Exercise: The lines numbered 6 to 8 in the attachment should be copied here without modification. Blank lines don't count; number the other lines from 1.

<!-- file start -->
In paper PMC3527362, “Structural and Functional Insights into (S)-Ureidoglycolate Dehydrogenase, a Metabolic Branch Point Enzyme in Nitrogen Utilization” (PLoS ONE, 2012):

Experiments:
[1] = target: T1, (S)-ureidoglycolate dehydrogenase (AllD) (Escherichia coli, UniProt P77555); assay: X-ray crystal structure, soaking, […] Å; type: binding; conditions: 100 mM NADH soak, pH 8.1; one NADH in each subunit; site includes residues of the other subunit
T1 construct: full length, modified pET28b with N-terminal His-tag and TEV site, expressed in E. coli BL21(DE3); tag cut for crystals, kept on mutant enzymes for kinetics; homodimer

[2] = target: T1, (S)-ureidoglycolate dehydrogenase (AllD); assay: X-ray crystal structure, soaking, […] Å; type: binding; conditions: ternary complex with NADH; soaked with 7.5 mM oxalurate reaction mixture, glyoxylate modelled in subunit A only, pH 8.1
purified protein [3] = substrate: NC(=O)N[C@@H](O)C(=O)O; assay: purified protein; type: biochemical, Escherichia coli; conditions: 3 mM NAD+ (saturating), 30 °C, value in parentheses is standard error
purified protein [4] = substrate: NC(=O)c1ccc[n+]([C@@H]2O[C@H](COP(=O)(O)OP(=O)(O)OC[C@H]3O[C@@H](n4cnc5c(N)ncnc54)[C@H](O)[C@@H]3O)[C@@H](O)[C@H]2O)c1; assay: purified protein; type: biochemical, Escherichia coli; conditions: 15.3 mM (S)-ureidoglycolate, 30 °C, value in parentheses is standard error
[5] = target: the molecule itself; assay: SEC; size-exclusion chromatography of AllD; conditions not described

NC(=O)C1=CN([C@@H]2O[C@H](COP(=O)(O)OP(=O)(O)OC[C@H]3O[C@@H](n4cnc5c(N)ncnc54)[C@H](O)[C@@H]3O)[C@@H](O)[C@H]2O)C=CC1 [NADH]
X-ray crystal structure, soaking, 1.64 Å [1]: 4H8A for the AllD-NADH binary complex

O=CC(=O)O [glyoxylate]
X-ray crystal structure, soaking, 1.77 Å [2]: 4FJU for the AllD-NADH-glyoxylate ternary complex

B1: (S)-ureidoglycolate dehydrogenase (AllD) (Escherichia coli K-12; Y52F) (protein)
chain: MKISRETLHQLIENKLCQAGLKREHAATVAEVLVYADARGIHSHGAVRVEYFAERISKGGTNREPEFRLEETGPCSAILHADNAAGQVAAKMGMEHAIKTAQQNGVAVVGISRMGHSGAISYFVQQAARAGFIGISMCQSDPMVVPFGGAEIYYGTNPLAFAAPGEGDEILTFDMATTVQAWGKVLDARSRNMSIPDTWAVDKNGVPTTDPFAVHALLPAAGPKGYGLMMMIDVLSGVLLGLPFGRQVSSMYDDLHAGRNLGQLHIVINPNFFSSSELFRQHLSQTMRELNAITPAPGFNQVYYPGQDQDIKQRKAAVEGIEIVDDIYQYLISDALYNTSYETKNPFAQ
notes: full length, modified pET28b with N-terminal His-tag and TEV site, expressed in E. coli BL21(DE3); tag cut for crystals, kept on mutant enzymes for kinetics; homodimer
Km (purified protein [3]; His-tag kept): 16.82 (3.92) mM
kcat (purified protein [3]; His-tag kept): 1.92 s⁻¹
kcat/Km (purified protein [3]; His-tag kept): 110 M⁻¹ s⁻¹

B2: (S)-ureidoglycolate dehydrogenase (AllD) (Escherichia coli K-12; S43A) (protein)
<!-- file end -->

purified protein [3] = substrate: NC(=O)N[C@@H](O)C(=O)O; assay: purified protein; type: biochemical, Escherichia coli; conditions: 3 mM NAD+ (saturating), 30 °C, value in parentheses is standard error
purified protein [4] = substrate: NC(=O)c1ccc[n+]([C@@H]2O[C@H](COP(=O)(O)OP(=O)(O)OC[C@H]3O[C@@H](n4cnc5c(N)ncnc54)[C@H](O)[C@@H]3O)[C@@H](O)[C@H]2O)c1; assay: purified protein; type: biochemical, Escherichia coli; conditions: 15.3 mM (S)-ureidoglycolate, 30 °C, value in parentheses is standard error
[5] = target: the molecule itself; assay: SEC; size-exclusion chromatography of AllD; conditions not described